• omega-3-rich foods, such as walnuts, chia seeds, flaxseed, and fatty fish like salmon, tuna, and mackerel
  • antioxidant-rich foods, such as colorful fruits and vegetables, beans, nuts, red wine, and dark chocolate

On top of including more of these foods in your diet, be sure to also cut out processed carbohydrates and saturated or trans fats.


Physical activity, such as walking or swimming, can not only decrease pain, but also improve your mood and quality of life. The CDC suggests that people with arthritis should try to get at least 150 minutes of physical activity each week.

Make sure to avoid activities that are more likely to cause joint injuries, such as high-impact exercises like tennis or running.

Tai chi and yoga are excellent activities for people with joint pain. One published study found that tai chi had a positive impact on pain, physical function, depression, and quality of life for people with OA of the knee.

If you’re overweight, you can reduce joint pain and arthritis symptoms by maintaining a healthy weight. Added weight puts more pressure on your joints, particularly your knees, hips, and feet.

If you’re having trouble losing weight, a doctor can refer you to a dietitian to get you started on your weight loss journey.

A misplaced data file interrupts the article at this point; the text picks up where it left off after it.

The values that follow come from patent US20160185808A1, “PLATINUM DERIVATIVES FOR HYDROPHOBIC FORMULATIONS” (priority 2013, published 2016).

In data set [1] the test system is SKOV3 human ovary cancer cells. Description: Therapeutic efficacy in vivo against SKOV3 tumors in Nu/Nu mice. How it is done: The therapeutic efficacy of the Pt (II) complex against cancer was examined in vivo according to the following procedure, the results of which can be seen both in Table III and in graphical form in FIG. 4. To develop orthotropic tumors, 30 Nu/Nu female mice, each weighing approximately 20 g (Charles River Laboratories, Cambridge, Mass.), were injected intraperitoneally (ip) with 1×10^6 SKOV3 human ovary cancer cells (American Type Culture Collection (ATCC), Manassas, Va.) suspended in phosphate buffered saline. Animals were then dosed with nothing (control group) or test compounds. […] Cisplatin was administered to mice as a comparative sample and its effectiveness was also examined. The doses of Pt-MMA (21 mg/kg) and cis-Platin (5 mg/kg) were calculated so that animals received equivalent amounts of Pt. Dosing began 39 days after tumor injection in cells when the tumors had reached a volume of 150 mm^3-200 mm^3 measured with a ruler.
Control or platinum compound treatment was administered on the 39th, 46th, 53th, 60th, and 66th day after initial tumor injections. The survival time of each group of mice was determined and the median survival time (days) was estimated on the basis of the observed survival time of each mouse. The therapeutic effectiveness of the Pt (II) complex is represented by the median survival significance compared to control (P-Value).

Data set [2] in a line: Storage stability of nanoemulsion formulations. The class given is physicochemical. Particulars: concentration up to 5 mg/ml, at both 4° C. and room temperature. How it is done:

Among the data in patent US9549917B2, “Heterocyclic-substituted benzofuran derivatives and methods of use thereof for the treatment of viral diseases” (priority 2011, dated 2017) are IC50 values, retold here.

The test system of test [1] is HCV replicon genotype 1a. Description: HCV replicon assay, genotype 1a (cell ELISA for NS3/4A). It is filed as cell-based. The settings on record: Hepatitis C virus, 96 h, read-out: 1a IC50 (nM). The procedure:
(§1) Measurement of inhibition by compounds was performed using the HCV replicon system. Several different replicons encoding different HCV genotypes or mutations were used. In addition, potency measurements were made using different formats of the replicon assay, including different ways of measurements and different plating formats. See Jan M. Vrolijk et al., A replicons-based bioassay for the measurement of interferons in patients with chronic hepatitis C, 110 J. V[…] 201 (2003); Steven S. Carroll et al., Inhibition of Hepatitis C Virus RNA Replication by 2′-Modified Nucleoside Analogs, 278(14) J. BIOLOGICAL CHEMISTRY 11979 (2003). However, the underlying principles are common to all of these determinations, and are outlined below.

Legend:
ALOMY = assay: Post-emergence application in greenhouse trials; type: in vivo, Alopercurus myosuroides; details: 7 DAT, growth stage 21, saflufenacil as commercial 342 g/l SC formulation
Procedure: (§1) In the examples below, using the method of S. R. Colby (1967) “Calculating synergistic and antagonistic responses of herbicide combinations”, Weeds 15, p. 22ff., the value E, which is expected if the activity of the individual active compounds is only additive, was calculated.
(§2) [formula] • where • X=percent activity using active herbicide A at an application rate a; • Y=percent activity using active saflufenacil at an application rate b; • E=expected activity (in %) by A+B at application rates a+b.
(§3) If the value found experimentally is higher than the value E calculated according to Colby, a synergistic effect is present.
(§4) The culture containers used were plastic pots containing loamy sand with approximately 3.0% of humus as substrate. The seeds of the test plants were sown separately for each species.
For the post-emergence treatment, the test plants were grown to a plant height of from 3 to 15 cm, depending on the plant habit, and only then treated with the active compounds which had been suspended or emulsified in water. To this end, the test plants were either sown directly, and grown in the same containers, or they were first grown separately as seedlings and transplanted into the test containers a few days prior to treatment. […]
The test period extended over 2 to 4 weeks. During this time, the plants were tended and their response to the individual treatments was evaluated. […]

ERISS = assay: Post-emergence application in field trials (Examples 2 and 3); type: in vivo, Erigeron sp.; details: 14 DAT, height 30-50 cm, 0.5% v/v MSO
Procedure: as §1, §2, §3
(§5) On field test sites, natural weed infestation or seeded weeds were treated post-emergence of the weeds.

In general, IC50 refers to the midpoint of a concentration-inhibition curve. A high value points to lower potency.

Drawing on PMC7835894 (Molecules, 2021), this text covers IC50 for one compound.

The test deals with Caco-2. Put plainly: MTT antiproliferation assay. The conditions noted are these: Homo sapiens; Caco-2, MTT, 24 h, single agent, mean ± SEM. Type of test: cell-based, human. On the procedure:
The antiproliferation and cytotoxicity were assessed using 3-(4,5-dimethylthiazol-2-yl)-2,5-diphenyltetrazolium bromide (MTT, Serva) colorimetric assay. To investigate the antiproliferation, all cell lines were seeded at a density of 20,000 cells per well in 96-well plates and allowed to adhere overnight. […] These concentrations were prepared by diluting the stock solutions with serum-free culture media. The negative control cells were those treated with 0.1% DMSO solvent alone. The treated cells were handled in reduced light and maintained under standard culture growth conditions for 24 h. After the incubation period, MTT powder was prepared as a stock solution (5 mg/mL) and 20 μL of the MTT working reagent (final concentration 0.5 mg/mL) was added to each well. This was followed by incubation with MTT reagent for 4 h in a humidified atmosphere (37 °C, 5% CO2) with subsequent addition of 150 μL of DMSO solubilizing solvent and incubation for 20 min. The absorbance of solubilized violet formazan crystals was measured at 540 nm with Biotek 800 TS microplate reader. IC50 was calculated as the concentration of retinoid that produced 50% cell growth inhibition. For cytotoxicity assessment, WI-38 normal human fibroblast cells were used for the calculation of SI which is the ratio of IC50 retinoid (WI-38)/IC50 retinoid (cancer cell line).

Dietary supplements may help to relieve symptoms such as inflammation and joint pain. No dietary supplement has shown clear-cut benefits for joint pain, but there’s some evidence a few supplements might help.

Examples include:

  • fish oil, which has been shown to help to relieve tender joints and morning stiffness in people with RA
  • ginger, which has been shown to have an anti-inflammatory effect in laboratory studies and to reduce pain and disability in people with OA
  • glucosamine and chondroitin sulfate could be helpful for people with moderate-to-severe knee pain

Keep in mind that if your joint pain is being caused by another condition, such as RA, home remedies like supplements should never replace medical treatment.

When to see the doctor

While you can manage mild joint pain at home, make sure to see a doctor right away if you experience any of the following symptoms along with joint pain:

  • fever
  • significantly swollen joints
  • joints that are red, tender, or warm to the touch
  • sudden numbness
  • the joint becomes completely immobile
  • inability to function day to day due to your joint pain

There are many treatment options for joint pain, ranging from medications and physical therapy to dietary changes and home remedies. Treatment will ultimately depend on the underlying cause of your joint pain.

If you’ve been experiencing joint pain, visit your doctor for a diagnosis and treatment plan. According to the CDC, people with inflammatory arthritis, like RA, have a better quality of life if they get an early diagnosis, receive treatment, and learn how to properly manage their condition.